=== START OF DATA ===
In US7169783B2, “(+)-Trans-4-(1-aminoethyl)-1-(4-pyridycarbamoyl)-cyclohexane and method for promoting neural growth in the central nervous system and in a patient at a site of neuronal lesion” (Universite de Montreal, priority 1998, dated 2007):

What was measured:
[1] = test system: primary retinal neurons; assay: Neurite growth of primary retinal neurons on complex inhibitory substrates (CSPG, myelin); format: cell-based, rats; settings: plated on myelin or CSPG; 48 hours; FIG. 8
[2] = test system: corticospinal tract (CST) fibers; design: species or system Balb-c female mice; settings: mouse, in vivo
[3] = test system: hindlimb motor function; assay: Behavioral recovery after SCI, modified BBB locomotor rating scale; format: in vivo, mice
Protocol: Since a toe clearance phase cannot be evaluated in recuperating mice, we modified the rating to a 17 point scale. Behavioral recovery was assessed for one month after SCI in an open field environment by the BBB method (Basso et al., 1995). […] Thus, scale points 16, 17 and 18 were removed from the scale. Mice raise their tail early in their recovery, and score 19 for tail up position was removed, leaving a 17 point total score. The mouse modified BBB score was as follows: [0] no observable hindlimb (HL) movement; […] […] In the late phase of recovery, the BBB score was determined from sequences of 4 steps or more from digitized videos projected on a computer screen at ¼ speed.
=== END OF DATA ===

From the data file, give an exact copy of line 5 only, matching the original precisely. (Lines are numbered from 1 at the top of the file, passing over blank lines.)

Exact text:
[3] = test system: hindlimb motor function; assay: Behavioral recovery after SCI, modified BBB locomotor rating scale; format: in vivo, mice